SAIC has new leadership and several contract wins as it moves into faster growing areas of the federal market.
The last 18 months have been sundry times for Science Applications International Corp., as it’s been a period marked by a contracting scandal, criminal prosecution and a leadership shakeup but also by growth, transformation and hope, according to K. Stuart Shea, chief operating officer for the McLean, Va.-based firm.
“But we take responsibility for it and I think as a result of the extensive changes we’ve made and what we’ve focused on and where we’ve put our energies, SAIC will be a much better company and a much stronger company moving forward," he said.
William Loomis, managing director of Stifel Nicolaus, agreed that this episode will only be a bump in the road for SAIC, since the company moved so aggressively once the problem was uncovered and has taken steps “to ensure that it doesn’t happen again.”
“I do not think the CityTime will impact SAIC’s competitive position in the market,” Loomis said.
In fact, SAIC’s future in the near term appears to be bright for a number of reasons, not the least of which is that, as of this past March, the company has a new CEO. John Jumper served as Air Force chief of staff during the first George W. Bush administration and was previously a member of the SAIC board of directors.
Shea said Jumper is focused on increasing shareholder value and refining and executing the company’s new strategic focus, which has been developed over the past three years in anticipation of a more austere federal budget and in response to changes to the contracting environment.
The new plan includes moving away from platform-based programs and pursuing the high-growth market areas of health, energy, ISR, cybersecurity and logistics readiness and sustainment, as well as trimming corporate overhead and emphasizing the pursuit and capture of large $100 million-plus programs.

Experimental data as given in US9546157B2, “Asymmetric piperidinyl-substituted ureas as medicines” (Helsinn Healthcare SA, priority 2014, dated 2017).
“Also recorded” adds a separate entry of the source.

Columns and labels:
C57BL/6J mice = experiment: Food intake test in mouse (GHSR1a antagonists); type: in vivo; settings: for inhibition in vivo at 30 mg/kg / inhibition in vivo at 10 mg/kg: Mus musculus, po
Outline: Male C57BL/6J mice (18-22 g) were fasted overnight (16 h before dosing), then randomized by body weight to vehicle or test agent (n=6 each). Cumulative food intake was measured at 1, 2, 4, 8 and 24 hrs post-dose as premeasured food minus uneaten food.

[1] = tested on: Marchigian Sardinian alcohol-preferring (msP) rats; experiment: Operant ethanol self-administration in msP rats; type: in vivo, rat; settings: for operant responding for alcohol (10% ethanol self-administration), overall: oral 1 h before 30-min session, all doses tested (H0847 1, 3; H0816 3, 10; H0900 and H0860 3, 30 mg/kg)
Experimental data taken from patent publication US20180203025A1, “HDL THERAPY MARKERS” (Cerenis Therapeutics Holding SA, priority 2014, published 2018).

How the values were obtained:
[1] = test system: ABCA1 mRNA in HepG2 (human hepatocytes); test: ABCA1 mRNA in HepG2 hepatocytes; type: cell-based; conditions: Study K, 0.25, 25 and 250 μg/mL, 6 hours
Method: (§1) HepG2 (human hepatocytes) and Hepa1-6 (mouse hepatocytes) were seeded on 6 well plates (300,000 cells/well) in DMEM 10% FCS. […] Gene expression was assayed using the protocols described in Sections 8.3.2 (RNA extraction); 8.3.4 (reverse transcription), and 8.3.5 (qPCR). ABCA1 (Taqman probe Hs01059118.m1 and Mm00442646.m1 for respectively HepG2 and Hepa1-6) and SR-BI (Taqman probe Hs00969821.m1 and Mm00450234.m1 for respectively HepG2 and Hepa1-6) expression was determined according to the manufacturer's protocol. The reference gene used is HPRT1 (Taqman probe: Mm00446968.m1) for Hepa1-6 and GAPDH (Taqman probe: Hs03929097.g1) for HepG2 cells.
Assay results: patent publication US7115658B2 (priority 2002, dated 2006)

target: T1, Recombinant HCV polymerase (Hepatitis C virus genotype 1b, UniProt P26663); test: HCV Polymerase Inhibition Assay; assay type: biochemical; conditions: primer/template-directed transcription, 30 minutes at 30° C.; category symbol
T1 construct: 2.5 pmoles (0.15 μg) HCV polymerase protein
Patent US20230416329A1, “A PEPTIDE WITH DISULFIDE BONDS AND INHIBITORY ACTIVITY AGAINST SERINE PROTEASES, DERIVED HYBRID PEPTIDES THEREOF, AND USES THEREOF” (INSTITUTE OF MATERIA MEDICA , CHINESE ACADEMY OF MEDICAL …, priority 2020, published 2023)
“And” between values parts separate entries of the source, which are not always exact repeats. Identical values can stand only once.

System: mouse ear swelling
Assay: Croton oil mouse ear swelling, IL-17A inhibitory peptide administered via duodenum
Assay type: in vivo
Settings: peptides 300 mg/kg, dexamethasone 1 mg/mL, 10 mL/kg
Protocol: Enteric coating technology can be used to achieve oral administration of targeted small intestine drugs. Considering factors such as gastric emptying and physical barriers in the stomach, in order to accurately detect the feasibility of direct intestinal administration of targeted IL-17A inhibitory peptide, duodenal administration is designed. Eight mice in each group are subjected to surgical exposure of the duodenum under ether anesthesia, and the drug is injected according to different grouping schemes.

The strategy is already working, Shea said. Last year, the company increased its $100 million-plus contract wins from 26 to 40. They included the Tire Successor Initiative, a Defense Logistics Agency vehicle worth up to $1 billion to provide supply chain management of land and aircraft tires used by the Armed Services and foreign military customers; the NASA Integrated Communications Services contract, which has a maximum potential value of nearly $1.3 billion for 10 years; and the $200 million Plain Field Renewable Energy Biomass Project, which will create the clean energy needed to power as many as 37,000 homes.
The company also shored up its strategic plan by acquiring Vitalize Consulting Solutions Inc., a provider of clinical, business and IT services to the healthcare market. It also sold its oil and gas IT business which had been languishing in the current economic climate and no longer provided any strategic advantage.
“SAIC is actually doing quite well in the current environment,” Loomis said. “Most of its similar sized peers have service units that are declining, while SAIC has been about flat on revenue. But things will get tougher for SAIC and the industry over the next couple of years, I think.”
Shea, however, is bullish on the company’s growth prospects. “One of the key things we’ve done right is that we’ve gotten out in front and been pragmatic about this market,” he said. “We’re executing the steps today that we’ve taken and strategies we’ve put in place over the last 36 months and hoping that it brings us right through those more difficult budgetary times. We are cautiously optimistic about what the future holds.”
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